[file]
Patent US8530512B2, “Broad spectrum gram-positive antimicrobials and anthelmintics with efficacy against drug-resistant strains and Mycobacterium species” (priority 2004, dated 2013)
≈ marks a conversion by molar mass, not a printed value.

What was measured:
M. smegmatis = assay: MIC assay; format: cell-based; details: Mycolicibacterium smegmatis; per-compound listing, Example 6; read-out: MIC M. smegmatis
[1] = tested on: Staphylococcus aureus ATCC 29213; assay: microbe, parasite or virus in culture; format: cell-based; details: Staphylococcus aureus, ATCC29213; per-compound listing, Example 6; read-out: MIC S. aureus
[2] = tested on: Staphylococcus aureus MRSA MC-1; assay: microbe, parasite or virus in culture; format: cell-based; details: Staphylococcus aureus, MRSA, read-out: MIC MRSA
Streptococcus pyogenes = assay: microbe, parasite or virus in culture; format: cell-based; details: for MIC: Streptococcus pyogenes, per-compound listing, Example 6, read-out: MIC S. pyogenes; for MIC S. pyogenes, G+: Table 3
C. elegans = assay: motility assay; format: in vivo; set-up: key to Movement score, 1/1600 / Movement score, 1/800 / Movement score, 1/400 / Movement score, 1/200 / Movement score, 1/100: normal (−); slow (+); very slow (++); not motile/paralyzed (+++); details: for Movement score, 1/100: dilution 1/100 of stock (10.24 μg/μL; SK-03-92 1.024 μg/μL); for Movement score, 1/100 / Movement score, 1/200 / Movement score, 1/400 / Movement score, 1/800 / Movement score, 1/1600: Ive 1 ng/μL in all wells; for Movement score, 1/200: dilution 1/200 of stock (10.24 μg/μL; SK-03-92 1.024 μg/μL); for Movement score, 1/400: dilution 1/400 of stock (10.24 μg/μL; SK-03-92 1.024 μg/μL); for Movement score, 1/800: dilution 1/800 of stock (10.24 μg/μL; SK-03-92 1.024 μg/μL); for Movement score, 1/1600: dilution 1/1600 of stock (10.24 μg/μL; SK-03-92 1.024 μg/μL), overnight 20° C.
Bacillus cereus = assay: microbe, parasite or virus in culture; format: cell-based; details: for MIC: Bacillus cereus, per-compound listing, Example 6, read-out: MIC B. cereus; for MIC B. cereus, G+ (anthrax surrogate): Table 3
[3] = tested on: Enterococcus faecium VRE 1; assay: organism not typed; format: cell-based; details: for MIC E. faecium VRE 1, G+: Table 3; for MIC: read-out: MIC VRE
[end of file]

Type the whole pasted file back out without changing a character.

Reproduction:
Patent US8530512B2, “Broad spectrum gram-positive antimicrobials and anthelmintics with efficacy against drug-resistant strains and Mycobacterium species” (priority 2004, dated 2013)
≈ marks a conversion by molar mass, not a printed value.

What was measured:
M. smegmatis = assay: MIC assay; format: cell-based; details: Mycolicibacterium smegmatis; per-compound listing, Example 6; read-out: MIC M. smegmatis
[1] = tested on: Staphylococcus aureus ATCC 29213; assay: microbe, parasite or virus in culture; format: cell-based; details: Staphylococcus aureus, ATCC29213; per-compound listing, Example 6; read-out: MIC S. aureus
[2] = tested on: Staphylococcus aureus MRSA MC-1; assay: microbe, parasite or virus in culture; format: cell-based; details: Staphylococcus aureus, MRSA, read-out: MIC MRSA
Streptococcus pyogenes = assay: microbe, parasite or virus in culture; format: cell-based; details: for MIC: Streptococcus pyogenes, per-compound listing, Example 6, read-out: MIC S. pyogenes; for MIC S. pyogenes, G+: Table 3
C. elegans = assay: motility assay; format: in vivo; set-up: key to Movement score, 1/1600 / Movement score, 1/800 / Movement score, 1/400 / Movement score, 1/200 / Movement score, 1/100: normal (−); slow (+); very slow (++); not motile/paralyzed (+++); details: for Movement score, 1/100: dilution 1/100 of stock (10.24 μg/μL; SK-03-92 1.024 μg/μL); for Movement score, 1/100 / Movement score, 1/200 / Movement score, 1/400 / Movement score, 1/800 / Movement score, 1/1600: Ive 1 ng/μL in all wells; for Movement score, 1/200: dilution 1/200 of stock (10.24 μg/μL; SK-03-92 1.024 μg/μL); for Movement score, 1/400: dilution 1/400 of stock (10.24 μg/μL; SK-03-92 1.024 μg/μL); for Movement score, 1/800: dilution 1/800 of stock (10.24 μg/μL; SK-03-92 1.024 μg/μL); for Movement score, 1/1600: dilution 1/1600 of stock (10.24 μg/μL; SK-03-92 1.024 μg/μL), overnight 20° C.
Bacillus cereus = assay: microbe, parasite or virus in culture; format: cell-based; details: for MIC: Bacillus cereus, per-compound listing, Example 6, read-out: MIC B. cereus; for MIC B. cereus, G+ (anthrax surrogate): Table 3
[3] = tested on: Enterococcus faecium VRE 1; assay: organism not typed; format: cell-based; details: for MIC E. faecium VRE 1, G+: Table 3; for MIC: read-out: MIC VRE